Dedicated to covering the visual arts community in Connecticut.

Thursday, March 25, 2010

Saturday opening at the Bruce Kershner Gallery in Fairfield Public Library

Bruce S. Kershner Gallery at Fairfield Public Library
1080 Old Post Rd., Fairfield, (203) 256-3155
Beauty Marks
Mar. 27—May 16, 2010.
Opening reception: Sat., Mar. 27, 5—7 p.m., Curator/Artists' Talk at 6 p.m.

Press release

Curated by Janine Brown, Beauty Marks, at the Fairfield Public Library's Bruce S. Kershner Gallery, is an exhibition of 10 Connecticut artists that use mark making in their art. The exhibition will run from Mar. 27 through May 16. The opening reception will take place on Sat., Mar. 27 from 5—7 pm with a brief talk by the curator and artists at 6 p.m. The Bruce S. Kershner Gallery is located at 1080 Old Post Road in Fairfield.

Ms. Brown states that "Beauty Marks was inspired by the history of the beauty mark." During 17th century France, high society women used faux "beauty" marks made of black taffeta to enhance their looks and communicate coquettish messages. For instance, a mark on the forehead suggested majesty, a mark close to the dimple was playful, and a mark at the corner of the lips was regarded as murderous. Similar to the French female aristocrats, the artists in this exhibition use their "beauty" marks to communicate a message to the viewer. The act of mark making for these and other artists is done by intentionally placing lines and symbols on paper or other supports to ultimately create the artist's unique message. In this exhibition, the humanity and the human form are the common threads, yet each artist in the exhibition communicates their reference to humanity in a different way.

Referencing the origins of man, Paul Kaiser's graphite drawings of hominid skulls on the worn pages from the first edition of The Tragical Historie of Hamlet, Prince of Denmarke combines the marks made by the artist with the marks of the typography of the book. The juxtaposition of the skulls and the story of Hamlet provide a subtle statement of man as beast.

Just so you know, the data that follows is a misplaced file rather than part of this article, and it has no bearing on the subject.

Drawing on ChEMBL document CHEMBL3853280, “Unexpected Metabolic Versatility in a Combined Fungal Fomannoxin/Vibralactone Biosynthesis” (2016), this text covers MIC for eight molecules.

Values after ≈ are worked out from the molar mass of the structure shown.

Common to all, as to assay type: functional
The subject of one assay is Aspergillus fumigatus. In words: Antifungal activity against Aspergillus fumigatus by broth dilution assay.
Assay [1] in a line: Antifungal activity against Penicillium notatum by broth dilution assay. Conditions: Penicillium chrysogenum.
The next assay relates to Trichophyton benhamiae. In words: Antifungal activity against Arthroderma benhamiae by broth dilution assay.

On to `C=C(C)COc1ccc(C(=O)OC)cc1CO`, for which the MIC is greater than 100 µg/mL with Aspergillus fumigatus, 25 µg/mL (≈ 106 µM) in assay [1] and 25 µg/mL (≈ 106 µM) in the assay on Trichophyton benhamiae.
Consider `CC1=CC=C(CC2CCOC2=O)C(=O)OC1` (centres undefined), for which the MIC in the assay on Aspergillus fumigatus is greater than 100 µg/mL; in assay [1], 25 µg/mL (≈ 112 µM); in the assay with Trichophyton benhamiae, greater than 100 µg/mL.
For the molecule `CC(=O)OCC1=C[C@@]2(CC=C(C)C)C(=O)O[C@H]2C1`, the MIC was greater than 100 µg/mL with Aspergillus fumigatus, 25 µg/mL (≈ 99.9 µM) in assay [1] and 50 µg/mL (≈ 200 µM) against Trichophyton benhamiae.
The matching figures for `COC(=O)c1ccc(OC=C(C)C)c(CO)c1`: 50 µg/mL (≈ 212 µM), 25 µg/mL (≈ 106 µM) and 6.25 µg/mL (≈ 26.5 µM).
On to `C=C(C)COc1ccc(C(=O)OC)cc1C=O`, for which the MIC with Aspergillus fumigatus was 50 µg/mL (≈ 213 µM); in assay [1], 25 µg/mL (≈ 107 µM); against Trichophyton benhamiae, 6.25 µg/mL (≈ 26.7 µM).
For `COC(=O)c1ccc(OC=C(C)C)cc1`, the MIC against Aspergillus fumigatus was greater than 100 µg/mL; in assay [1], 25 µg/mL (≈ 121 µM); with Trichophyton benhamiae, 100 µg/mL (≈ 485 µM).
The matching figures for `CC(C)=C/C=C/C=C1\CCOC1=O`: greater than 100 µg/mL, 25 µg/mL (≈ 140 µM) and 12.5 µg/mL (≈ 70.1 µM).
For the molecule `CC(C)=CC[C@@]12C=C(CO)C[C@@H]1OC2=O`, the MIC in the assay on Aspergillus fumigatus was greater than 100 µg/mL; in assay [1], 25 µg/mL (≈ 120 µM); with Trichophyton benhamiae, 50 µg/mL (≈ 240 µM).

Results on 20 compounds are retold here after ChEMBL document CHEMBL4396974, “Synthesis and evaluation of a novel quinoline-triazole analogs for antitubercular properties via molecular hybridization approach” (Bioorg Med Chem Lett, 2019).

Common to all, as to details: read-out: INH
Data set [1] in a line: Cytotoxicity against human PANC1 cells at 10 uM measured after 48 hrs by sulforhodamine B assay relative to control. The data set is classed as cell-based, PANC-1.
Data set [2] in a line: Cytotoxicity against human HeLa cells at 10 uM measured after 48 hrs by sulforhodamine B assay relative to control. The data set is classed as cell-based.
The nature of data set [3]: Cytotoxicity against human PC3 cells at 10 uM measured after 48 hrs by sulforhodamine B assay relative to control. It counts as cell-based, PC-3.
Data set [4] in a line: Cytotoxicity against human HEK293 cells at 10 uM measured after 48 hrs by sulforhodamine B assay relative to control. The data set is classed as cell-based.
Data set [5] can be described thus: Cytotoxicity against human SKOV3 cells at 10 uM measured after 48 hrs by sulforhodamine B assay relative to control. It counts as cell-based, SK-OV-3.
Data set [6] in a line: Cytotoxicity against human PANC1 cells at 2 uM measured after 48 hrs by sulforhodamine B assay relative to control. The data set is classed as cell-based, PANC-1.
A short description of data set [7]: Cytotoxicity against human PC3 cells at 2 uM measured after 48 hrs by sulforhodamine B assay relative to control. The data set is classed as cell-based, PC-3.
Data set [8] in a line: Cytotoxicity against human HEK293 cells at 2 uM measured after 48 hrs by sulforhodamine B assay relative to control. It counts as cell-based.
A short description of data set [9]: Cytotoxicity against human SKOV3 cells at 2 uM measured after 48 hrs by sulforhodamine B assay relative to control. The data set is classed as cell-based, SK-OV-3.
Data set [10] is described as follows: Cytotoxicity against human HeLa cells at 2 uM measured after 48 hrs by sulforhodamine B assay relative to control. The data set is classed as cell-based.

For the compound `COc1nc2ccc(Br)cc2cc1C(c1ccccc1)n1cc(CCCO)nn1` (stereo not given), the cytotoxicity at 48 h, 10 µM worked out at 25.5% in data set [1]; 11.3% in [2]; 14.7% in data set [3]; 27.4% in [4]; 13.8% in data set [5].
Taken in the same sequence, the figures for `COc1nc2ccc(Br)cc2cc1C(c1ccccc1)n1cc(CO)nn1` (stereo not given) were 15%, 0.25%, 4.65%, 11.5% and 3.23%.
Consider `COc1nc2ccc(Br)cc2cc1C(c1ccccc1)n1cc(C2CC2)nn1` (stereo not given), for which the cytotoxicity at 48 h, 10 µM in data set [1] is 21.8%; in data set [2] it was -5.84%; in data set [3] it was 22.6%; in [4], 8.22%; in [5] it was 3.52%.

Karen Sorensen also references early man with "Viking I" and "Viking II." Sorensen's life-size drawings of the Norse warriors provide an unsettling contrast to the tranquility of a library setting by showing the warriors in full armor with weapons drawn.

Likewise, Jak Kovatch has used the warrior as inspiration. Kovatch uses mixed media to create powerful graphic elements and linear shapes that wrap around or weave in and out of diffused forms. In the works selected for this exhibition, Kovatch starts with the skull and transforms it into various references of the warriors of yore.

Nomi Silverman comments on humanity with three of her works that deal with homelessness. The expressive use of lines and color characterize the sadness and despair that one imagines feeling if one was homeless.

Expression and use of line comes across in artist Peter Konsterlie's work, which fuses medical illustrations with linear marks and patterns to create his response to a loved one's medical treatment and illness.

Addressing the linear in a different way, Edith Borax-Morrison uses a woven sheath of free flowing strings and fibers to create references of women in her pen and ink pieces, "Ensnared" and "Wired Woman."

Noted for her works on ceramics and drawings, Judy Henderson was selected for this exhibit for her drawings executed on tea bags. Henderson's charming works are based on her interest in the human body and the head as a vessel holding information.

The other artists included in the show include Anne Doris-Eisner, M.G. Martin, and James Reed.

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